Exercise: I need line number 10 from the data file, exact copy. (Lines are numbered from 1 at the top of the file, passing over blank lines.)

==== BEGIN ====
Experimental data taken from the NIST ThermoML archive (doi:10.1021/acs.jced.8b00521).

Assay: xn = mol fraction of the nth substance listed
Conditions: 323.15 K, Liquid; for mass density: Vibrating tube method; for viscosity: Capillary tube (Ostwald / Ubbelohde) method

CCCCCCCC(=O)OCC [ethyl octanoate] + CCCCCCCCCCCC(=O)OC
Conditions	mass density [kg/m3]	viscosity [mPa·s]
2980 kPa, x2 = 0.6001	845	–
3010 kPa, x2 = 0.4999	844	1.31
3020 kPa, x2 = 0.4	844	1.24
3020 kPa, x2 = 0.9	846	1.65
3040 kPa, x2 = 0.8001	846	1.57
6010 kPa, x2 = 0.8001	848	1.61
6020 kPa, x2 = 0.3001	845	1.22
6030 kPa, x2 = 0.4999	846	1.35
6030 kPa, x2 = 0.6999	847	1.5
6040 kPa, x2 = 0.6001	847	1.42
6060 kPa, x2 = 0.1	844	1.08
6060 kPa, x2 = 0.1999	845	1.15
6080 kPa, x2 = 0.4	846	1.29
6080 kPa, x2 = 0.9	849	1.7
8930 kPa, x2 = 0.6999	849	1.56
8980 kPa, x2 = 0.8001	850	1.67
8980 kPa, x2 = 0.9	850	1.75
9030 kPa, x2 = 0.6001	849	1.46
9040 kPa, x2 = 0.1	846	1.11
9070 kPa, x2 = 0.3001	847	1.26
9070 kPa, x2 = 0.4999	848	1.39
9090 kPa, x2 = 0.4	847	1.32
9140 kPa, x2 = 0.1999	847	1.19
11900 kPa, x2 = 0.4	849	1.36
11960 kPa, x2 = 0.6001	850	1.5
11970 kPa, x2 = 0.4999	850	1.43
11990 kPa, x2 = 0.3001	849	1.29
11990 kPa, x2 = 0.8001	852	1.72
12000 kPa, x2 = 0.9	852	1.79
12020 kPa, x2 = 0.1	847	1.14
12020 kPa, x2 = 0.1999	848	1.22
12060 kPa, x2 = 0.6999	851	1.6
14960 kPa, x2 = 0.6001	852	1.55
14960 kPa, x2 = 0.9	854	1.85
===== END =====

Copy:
3040 kPa, x2 = 0.8001	846	1.57